11

Best estimates on effective blocksize with SegWit are 1.6-2.0 MB. Current transactions/second possible are around 3 tx/s. Given that the effective increase is 1.6 - 2.0x, the transactions/second are also the same multiple giving us somewhere around 5-6 tx/s. The second question is harder to answer. There's a reason I wrote "effective blocksize" since ...


3

You are equating the value of a currency with the performance of just one way to exchange that currency. There are poor ways to exchange dollars as well. Also, I'm not sure what you mean by "invest in such service". You can invest in bitcoin-related businesses and you can invest in bitcoin, the currency. But I don't see how you can invest in the bitcoin ...


2

Bitcoin for Point-of-Sale Bitcoin is inherently ill-suited as a form of instant payment. This is due to transactions needing confirmations before they become reliable which even at best times can take between several minutes and an hour. Before a transaction is confirmed, it is merely a declaration of intent open to replacement by another transaction ...


2

The smallest transaction that would commonly occur in the wild is a P2PKH transaction with one input and two outputs (send amount and change output). A P2PKH input has 148 bytes, a P2PKH output has 34 bytes and the transaction overhead is 10 bytes, 148 bytes + 2*34 bytes + 10 bytes = 226 bytes, in the case when no change output is required, this could ...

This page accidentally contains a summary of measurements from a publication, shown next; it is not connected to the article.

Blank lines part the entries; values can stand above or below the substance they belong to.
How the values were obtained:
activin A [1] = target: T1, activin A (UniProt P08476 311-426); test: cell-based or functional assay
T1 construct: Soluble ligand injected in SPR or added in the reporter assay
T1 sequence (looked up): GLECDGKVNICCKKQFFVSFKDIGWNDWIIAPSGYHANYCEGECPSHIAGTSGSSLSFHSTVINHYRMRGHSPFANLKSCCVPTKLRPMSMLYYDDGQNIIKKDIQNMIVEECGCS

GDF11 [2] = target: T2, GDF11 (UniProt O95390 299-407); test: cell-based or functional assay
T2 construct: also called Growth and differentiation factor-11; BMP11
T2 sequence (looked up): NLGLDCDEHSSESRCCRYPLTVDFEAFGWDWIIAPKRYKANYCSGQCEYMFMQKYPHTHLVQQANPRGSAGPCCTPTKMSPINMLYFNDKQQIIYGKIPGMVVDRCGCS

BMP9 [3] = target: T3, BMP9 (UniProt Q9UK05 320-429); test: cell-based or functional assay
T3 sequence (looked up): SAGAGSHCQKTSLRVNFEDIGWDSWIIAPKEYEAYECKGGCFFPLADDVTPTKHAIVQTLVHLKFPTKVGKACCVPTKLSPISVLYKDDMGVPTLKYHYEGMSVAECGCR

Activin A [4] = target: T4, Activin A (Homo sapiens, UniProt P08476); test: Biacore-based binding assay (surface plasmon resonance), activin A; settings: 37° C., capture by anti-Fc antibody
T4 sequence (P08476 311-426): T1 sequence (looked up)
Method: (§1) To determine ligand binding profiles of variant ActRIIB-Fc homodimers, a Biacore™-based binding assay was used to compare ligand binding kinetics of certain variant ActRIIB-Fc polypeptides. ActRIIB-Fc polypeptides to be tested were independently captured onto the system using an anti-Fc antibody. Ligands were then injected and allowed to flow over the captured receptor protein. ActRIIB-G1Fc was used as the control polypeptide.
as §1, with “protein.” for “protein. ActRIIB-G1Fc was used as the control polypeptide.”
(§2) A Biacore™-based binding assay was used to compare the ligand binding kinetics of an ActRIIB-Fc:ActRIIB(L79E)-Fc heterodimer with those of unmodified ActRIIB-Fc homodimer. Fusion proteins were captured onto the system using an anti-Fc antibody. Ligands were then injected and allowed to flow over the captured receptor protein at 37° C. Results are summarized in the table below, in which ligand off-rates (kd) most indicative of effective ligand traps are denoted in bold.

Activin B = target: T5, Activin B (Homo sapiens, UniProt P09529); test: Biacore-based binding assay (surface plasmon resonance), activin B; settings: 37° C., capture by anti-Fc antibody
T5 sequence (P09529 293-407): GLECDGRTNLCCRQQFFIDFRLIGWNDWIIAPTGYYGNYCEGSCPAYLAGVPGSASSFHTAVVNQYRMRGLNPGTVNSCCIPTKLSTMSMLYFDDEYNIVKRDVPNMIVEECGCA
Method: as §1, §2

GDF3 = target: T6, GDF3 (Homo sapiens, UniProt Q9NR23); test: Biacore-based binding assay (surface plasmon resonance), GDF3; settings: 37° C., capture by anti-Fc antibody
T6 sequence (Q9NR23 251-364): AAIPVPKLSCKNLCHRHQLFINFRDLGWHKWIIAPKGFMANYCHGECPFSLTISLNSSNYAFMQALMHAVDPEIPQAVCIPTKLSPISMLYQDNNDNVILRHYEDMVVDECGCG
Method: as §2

2

tldr - BTC = 3.33-6.66tx/second, BCH = 27 tx/second For non-segwit-enabled Bitcoin nodes, transaction capacity is determined by Bitcoin's 1MB block size limit. A 1MB block will contain about 2000 transactions on average (see here). Because 1 block is mined every 10 minutes, this works out to roughly 3.33 tx/second. BCH transaction capacity is determined by ...


2

2-3000 transactions can be included in each block. But that does not mean that only that many transactions can be made every 10 minutes. There can be, and has been, several thousands more transactions made than can fit into the next block. That just means that several thousand transactions won't be confirmed in the next block and will have to wait for blocks ...


2

When a transaction is broadcast to the network it enters the "mempool". Every full node maintains a pool of unconfirmed transactions in RAM memory. Newly broadcast transactions are relayed from node to node through the network. A typical mining node selects, from its mempool, as many transactions (with attractive fees) as will fit in a block and then ...


1

The lifecycle of a transaction is the following: Transaction creation: A sender creates a transaction, he includes a list of recipients, determines which previous transaction outputs to spend, and signs it. The difference between output total and input total determines the transaction fee. Relay: The sender submits the transaction to the Bitcoin network. ...


1

Transactions selected in mining blocks is not like a queue, where you wait your time and get to the front eventually. Fees are not mandatory, but should be included in every transaction, if you have sent none, or low fees, you can still be selected (although it's highly unlikely), but the miner would be silly as they could just take the higher fee offered ...


1

You're looking at bitcoin's main value as a medium of exchange. It's actually more useful as a store of value. Think more Gold than Paypal. There are two reasons for you buy bitcoins: To purchase a good or service (usually because you can't purchase it using other means) To store value If it's the first, you're not really "investing" in the coin at all, ...


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